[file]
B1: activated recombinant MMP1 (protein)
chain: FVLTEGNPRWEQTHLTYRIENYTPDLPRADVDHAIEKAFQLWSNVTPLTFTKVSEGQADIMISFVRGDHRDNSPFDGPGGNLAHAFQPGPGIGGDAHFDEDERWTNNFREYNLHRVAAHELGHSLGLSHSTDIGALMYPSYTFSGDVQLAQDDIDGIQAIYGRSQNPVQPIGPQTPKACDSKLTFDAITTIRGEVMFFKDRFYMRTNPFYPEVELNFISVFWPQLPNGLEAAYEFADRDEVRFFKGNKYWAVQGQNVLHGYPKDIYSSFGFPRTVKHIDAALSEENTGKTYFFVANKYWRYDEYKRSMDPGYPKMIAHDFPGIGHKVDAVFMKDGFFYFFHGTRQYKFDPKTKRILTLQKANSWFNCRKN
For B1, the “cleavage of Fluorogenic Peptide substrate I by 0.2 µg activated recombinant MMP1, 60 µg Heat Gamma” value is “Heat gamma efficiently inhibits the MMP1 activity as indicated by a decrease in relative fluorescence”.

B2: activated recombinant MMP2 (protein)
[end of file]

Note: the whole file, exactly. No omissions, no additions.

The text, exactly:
B1: activated recombinant MMP1 (protein)
chain: FVLTEGNPRWEQTHLTYRIENYTPDLPRADVDHAIEKAFQLWSNVTPLTFTKVSEGQADIMISFVRGDHRDNSPFDGPGGNLAHAFQPGPGIGGDAHFDEDERWTNNFREYNLHRVAAHELGHSLGLSHSTDIGALMYPSYTFSGDVQLAQDDIDGIQAIYGRSQNPVQPIGPQTPKACDSKLTFDAITTIRGEVMFFKDRFYMRTNPFYPEVELNFISVFWPQLPNGLEAAYEFADRDEVRFFKGNKYWAVQGQNVLHGYPKDIYSSFGFPRTVKHIDAALSEENTGKTYFFVANKYWRYDEYKRSMDPGYPKMIAHDFPGIGHKVDAVFMKDGFFYFFHGTRQYKFDPKTKRILTLQKANSWFNCRKN
For B1, the “cleavage of Fluorogenic Peptide substrate I by 0.2 µg activated recombinant MMP1, 60 µg Heat Gamma” value is “Heat gamma efficiently inhibits the MMP1 activity as indicated by a decrease in relative fluorescence”.

B2: activated recombinant MMP2 (protein)